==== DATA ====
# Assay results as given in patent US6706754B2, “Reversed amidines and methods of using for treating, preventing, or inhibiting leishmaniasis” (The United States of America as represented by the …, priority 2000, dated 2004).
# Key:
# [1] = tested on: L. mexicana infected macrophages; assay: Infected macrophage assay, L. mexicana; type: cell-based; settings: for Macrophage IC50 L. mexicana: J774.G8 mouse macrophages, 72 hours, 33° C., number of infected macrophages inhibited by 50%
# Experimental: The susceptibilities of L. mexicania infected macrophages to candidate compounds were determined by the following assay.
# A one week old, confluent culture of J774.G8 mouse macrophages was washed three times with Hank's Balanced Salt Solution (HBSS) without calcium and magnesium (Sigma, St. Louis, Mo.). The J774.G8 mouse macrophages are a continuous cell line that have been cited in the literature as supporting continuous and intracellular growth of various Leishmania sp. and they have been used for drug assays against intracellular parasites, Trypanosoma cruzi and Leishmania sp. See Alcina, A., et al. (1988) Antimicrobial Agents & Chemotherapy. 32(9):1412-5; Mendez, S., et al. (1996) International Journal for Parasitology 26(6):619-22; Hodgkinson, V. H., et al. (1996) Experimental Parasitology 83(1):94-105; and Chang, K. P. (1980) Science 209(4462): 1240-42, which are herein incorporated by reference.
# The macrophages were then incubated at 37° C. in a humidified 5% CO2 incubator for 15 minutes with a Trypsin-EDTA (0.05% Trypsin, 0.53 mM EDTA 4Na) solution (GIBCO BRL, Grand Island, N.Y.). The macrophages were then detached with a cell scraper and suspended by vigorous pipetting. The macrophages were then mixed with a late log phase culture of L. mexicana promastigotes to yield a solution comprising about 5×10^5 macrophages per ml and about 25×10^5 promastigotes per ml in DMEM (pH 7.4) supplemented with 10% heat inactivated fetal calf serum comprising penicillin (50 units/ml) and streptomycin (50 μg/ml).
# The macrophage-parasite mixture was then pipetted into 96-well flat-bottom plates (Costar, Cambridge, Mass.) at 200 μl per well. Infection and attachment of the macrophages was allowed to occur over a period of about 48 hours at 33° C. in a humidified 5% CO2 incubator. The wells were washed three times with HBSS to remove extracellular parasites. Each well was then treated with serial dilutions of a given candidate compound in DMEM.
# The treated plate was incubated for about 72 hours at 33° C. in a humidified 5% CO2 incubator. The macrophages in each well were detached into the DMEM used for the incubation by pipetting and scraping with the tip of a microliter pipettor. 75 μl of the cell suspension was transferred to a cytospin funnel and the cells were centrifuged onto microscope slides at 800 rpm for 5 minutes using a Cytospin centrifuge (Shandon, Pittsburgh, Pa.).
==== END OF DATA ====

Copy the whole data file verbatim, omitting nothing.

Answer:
# Assay results as given in patent US6706754B2, “Reversed amidines and methods of using for treating, preventing, or inhibiting leishmaniasis” (The United States of America as represented by the …, priority 2000, dated 2004).
# Key:
# [1] = tested on: L. mexicana infected macrophages; assay: Infected macrophage assay, L. mexicana; type: cell-based; settings: for Macrophage IC50 L. mexicana: J774.G8 mouse macrophages, 72 hours, 33° C., number of infected macrophages inhibited by 50%
# Experimental: The susceptibilities of L. mexicania infected macrophages to candidate compounds were determined by the following assay.
# A one week old, confluent culture of J774.G8 mouse macrophages was washed three times with Hank's Balanced Salt Solution (HBSS) without calcium and magnesium (Sigma, St. Louis, Mo.). The J774.G8 mouse macrophages are a continuous cell line that have been cited in the literature as supporting continuous and intracellular growth of various Leishmania sp. and they have been used for drug assays against intracellular parasites, Trypanosoma cruzi and Leishmania sp. See Alcina, A., et al. (1988) Antimicrobial Agents & Chemotherapy. 32(9):1412-5; Mendez, S., et al. (1996) International Journal for Parasitology 26(6):619-22; Hodgkinson, V. H., et al. (1996) Experimental Parasitology 83(1):94-105; and Chang, K. P. (1980) Science 209(4462): 1240-42, which are herein incorporated by reference.
# The macrophages were then incubated at 37° C. in a humidified 5% CO2 incubator for 15 minutes with a Trypsin-EDTA (0.05% Trypsin, 0.53 mM EDTA 4Na) solution (GIBCO BRL, Grand Island, N.Y.). The macrophages were then detached with a cell scraper and suspended by vigorous pipetting. The macrophages were then mixed with a late log phase culture of L. mexicana promastigotes to yield a solution comprising about 5×10^5 macrophages per ml and about 25×10^5 promastigotes per ml in DMEM (pH 7.4) supplemented with 10% heat inactivated fetal calf serum comprising penicillin (50 units/ml) and streptomycin (50 μg/ml).
# The macrophage-parasite mixture was then pipetted into 96-well flat-bottom plates (Costar, Cambridge, Mass.) at 200 μl per well. Infection and attachment of the macrophages was allowed to occur over a period of about 48 hours at 33° C. in a humidified 5% CO2 incubator. The wells were washed three times with HBSS to remove extracellular parasites. Each well was then treated with serial dilutions of a given candidate compound in DMEM.
# The treated plate was incubated for about 72 hours at 33° C. in a humidified 5% CO2 incubator. The macrophages in each well were detached into the DMEM used for the incubation by pipetting and scraping with the tip of a microliter pipettor. 75 μl of the cell suspension was transferred to a cytospin funnel and the cells were centrifuged onto microscope slides at 800 rpm for 5 minutes using a Cytospin centrifuge (Shandon, Pittsburgh, Pa.).